Monday, March 11, 2013

right on sister...

blogging has been one of the last things on my mind while melting through the heat and humidity of an extended heatwave here in melbourne, but that's not to say i haven't been reading the posts of others... i've had ideas but no inclination to put 'pen to paper' - well, fingers to keyboard these days! - i even let international womyn's day go by without acknowledgement...

but, having just read an article that resonated deep within me, i felt i had to share a short excerpt... it's from one of my favourite blogs - veganism is nonviolence... the writer, trisha roberts, so very passionately articulates my views time after time, and with "even when her shackles are very different from my own" she gives eloquence to my thoughts yet again...
"... Yesterday, on International Women’s Day, did we remember the 99.99% of the planet’s population who are non-human? Did we remember all the non-human mothers in the world? Did we consider in particular the non-human mothers we use as resources? If we did not, then we need to include them in our thoughts and our actions and consider that ALL mothers and their children, no matter what species, should be free of exploitation. Because if non-human mothers are not free, none of us are free. In fact there are parallels with how patriarchal society views and treats women, and how we use, exploit and control the reproduction of non-human females. The two are not unrelated. Women are no longer considered legal property as non-human animals are, but violence against women is at epidemic proportions today and violence against nonhumans is greater still."
all womyn - especially those who call themselves 'feminist' or 'womyn's liberationist' - need to make the connection... you can read the complete article here...

Sunday, March 3, 2013

so, what’s the problem?

flesh is flesh, isn't it? so why are carnists so upset at finding meat in their meat? horsemeat to be precise, in their cowmeat!? flesh masquerading as flesh!! tell me, what’s the difference between one species and another? why is the slaughter and consumption of one more acceptable than another?

if you eat flesh, why the outrage? why the shock and revulsion at the mere thought of eating horse rather than cow, or sheep, or pig…?

if you're here in australia perhaps you're not even concerned - maybe you think australia is somehow immune from the 'dilemma', immune from the 'horsemeat scandal' sweeping europe, immune from even thinking about the horse slaughter industry - hey, we love our horses, we're a horse loving nation, we wouldn't slaughter them, we certainly wouldn't eat them! according to a recent article in the courier mail...
“SEVEN hundred horses a month - many young fillies and colts bred for racing - are slaughtered at two Australian abattoirs and shipped overseas for human consumption, including to Europe, the centre of the horsemeat scandal.

The majority are slaughtered in Queensland at Caboolture's Meramist Abattoir, where 500 horses are processed each month.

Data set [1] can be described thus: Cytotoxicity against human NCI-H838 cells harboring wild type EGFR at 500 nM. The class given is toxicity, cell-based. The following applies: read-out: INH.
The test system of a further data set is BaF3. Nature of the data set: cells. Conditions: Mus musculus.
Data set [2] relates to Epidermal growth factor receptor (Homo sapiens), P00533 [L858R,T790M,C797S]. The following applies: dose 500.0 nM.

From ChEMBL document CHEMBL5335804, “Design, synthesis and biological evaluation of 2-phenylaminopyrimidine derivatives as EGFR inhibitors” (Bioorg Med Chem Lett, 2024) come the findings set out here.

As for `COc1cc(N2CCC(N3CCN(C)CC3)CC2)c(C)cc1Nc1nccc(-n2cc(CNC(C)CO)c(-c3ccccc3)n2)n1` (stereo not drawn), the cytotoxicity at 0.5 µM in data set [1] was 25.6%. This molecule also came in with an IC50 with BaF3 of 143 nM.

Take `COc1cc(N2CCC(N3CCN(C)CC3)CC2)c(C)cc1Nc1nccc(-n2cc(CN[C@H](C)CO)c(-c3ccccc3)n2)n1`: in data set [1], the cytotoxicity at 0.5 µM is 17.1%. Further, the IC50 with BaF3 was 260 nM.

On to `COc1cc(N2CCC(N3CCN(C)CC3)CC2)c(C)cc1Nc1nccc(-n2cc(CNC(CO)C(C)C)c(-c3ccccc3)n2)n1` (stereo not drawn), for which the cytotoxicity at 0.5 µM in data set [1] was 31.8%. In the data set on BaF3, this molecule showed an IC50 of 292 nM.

A further 200 a month are killed at a South Australian abattoir, Samex Peterborough (formerly Metro Velda).

Thousands more are processed at 33 knackeries across Australia for petmeat and hides each year, with industry reports indicating the annual cull totals around 40,000.”
hmmm, 'knackeries' and abattoirs legally slaughtering horses, here... maybe it's time to think again... if horses are 'processed' here, it's only logical to assume some of them end up as food here... do you really believe you haven't 'inadvertently' eaten horse, or kangaroo, or camel, or some other 'unacceptable' flesh at some time in your life? i was told many years ago by a 'friend of a friend', a butcher, how commonplace substitution was, that horse and kangaroo were often 'hidden in mince' - how flour was a wonderful lightener of colour, a perfect mask...

if that shocks or horrifies you, then i have to ask again, why is the flesh of cows, sheep, pigs, chickens, turkeys, etc. etc. acceptable – why do you eat some, and not others? why are you not outraged at the slaughter of all?

according to melanie joy, author of ‘why we love dogs, eat pigs, and wear cows…' 
"... in meat-eating cultures around the world, even though the type of species consumed changes, people tend to have only a small handful of animals they have learned to classify as edible. All the rest they classify as inedible and thus disgusting and often offensive to consume.

So when it comes to eating animals, what is striking is not the presence of disgust -- disgust is the norm, the rule, rather than the exception. What is striking is the absence of disgust. The question we would do well to ask ourselves is why are we not disgusted by the select few species we have been taught to think of as edible. And why don't we ever ask why? When the stakes are so high -- our food choices are truly a matter of life and death, particularly for the 10 billion sentient individuals in the U.S. every year who are no less sensitive and conscious than those we consider friends and family yet who subsist in abject misery, as their bodies are unnecessarily turned into units of production. Why do we leave our choices so unexamined? Why don't we consider that so-called edible animals have lives that matter to them, just as horses and dogs and cats do?” read more in “Why Horsemeat Is Delicious and Disgusting